Located approximately ten minutes drive from Hamilton city, Ngaruawahia is the home of Turangawaewae Marae, the official residence of the Maori King. A picturesque town surrounded by the magnificent Hakarimata ranges and the meeting place of two of New Zealand’s famous rivers - the mighty Waikato river and the Waipa river.
With a population of over 5,000 people, Ngaruawahia is located within the greater tribal boundaries of the Waikato people and specifically the sub-tribe area of Ngati Mahuta, the sub-tribe from which the first Maori King Potatau Te Wherowhero belonged. Ngaruawahia has a unique history and was once considered the capital of New Zealand for a short period of time. It has experienced a time of turbulence, especially following the confiscation of many Maori lands during the mid to late 1800’s.
“Ko Arekahanara toku haona kaha,
Ko Kemureti toku oko horoi.
Ko Ngaruawahia toku Turangawaewae.”
“Alexandra (now Pirongia) will be a symbol of my strength of character
Cambridge a wash bowl of my sorrow
and Ngaruawahia my place to stand”
These famous words were spoken by Kingi Tawhiao, the second Maori king as he stood at the grave of his father in Ngaruawahia.
The words of Kingi Tawhiao would have a profound effect on his people and their future. At that time, the government had confiscated the majority of Waikato lands propelling the people into a whirlwind of despair and isolation. Kingi Tawhiao looked to re-establish Ngaruawahia as the capital of the kingitanga (‘king movement’) to help restore the loss of his people’s mana (‘power’). This challenge would later be met by the indomitable spirit behind the establishment of Turangawaewae and rebuilding this future - Te Puea Herangi, the grand-daughter of Kingi Tawhiao.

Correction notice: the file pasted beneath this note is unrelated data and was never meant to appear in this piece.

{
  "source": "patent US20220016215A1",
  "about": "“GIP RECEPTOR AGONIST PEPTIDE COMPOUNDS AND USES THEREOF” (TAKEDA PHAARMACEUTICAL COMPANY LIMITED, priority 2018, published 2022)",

The Kingitanga and Turangawaewae Marae played a crucial role in the Raupatu land settlement achieved by the Tainui Maori Trust Board in 1995 which led to the establishment of Waikato-Tainui (‘mandated iwi organisation of the Waikato people’). Other iwi followed in their footsteps and many land claims have been settled across New Zealand since then. These claims have provided iwi with an opportunity to invest in programmes that lead to the empowerment of their people and today Waikato-Tainui are now a powerhouse in the cultural, social, environmental and economic fabric of New Zealand society. It is one of the most inspiring chapters in New Zealand history.
Turangawaewae Marae continues to stand as a symbol of strength and unity for all Maori, a continual reminder of the determination and unswerving loyalty of the people towards a much greater purpose.
Today Turangawaewae is a physical representation of the kingitanga and a constant symbol of how a people can rise against adversity and reclaim their mana.
“Mehemea ka moemoeaa au, ko au anake. Mehemea ka moemoeaa taatou, ka taea e taatou”
“If I am to dream, I dream alone. If we all dream together, then we will achieve” – Te Puea Herangi